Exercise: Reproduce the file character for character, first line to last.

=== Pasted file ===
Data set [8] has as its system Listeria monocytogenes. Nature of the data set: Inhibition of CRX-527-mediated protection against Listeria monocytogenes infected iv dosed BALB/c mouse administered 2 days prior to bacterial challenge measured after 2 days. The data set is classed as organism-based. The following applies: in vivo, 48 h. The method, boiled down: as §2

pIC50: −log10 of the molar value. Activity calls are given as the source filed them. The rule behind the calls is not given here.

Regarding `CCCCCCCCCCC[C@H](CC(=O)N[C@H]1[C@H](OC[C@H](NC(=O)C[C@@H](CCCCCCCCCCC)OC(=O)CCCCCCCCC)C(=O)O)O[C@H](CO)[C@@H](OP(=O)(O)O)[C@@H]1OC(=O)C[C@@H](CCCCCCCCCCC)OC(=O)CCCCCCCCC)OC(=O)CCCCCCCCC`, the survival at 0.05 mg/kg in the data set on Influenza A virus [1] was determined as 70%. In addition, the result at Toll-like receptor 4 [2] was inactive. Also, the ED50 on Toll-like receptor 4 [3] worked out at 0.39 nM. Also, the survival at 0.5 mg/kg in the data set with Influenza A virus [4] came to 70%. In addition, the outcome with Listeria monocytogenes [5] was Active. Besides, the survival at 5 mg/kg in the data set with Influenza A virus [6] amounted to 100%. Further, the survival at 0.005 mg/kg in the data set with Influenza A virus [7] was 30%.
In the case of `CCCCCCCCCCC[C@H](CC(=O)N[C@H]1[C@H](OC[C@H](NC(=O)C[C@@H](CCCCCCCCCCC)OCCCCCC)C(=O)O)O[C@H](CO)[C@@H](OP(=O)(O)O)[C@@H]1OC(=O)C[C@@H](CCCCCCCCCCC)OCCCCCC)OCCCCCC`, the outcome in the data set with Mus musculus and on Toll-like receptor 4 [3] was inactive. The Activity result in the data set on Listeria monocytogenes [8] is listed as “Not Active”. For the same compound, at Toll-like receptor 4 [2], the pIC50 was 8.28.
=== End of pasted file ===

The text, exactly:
Data set [8] has as its system Listeria monocytogenes. Nature of the data set: Inhibition of CRX-527-mediated protection against Listeria monocytogenes infected iv dosed BALB/c mouse administered 2 days prior to bacterial challenge measured after 2 days. The data set is classed as organism-based. The following applies: in vivo, 48 h. The method, boiled down: as §2

pIC50: −log10 of the molar value. Activity calls are given as the source filed them. The rule behind the calls is not given here.

Regarding `CCCCCCCCCCC[C@H](CC(=O)N[C@H]1[C@H](OC[C@H](NC(=O)C[C@@H](CCCCCCCCCCC)OC(=O)CCCCCCCCC)C(=O)O)O[C@H](CO)[C@@H](OP(=O)(O)O)[C@@H]1OC(=O)C[C@@H](CCCCCCCCCCC)OC(=O)CCCCCCCCC)OC(=O)CCCCCCCCC`, the survival at 0.05 mg/kg in the data set on Influenza A virus [1] was determined as 70%. In addition, the result at Toll-like receptor 4 [2] was inactive. Also, the ED50 on Toll-like receptor 4 [3] worked out at 0.39 nM. Also, the survival at 0.5 mg/kg in the data set with Influenza A virus [4] came to 70%. In addition, the outcome with Listeria monocytogenes [5] was Active. Besides, the survival at 5 mg/kg in the data set with Influenza A virus [6] amounted to 100%. Further, the survival at 0.005 mg/kg in the data set with Influenza A virus [7] was 30%.
In the case of `CCCCCCCCCCC[C@H](CC(=O)N[C@H]1[C@H](OC[C@H](NC(=O)C[C@@H](CCCCCCCCCCC)OCCCCCC)C(=O)O)O[C@H](CO)[C@@H](OP(=O)(O)O)[C@@H]1OC(=O)C[C@@H](CCCCCCCCCCC)OCCCCCC)OCCCCCC`, the outcome in the data set with Mus musculus and on Toll-like receptor 4 [3] was inactive. The Activity result in the data set on Listeria monocytogenes [8] is listed as “Not Active”. For the same compound, at Toll-like receptor 4 [2], the pIC50 was 8.28.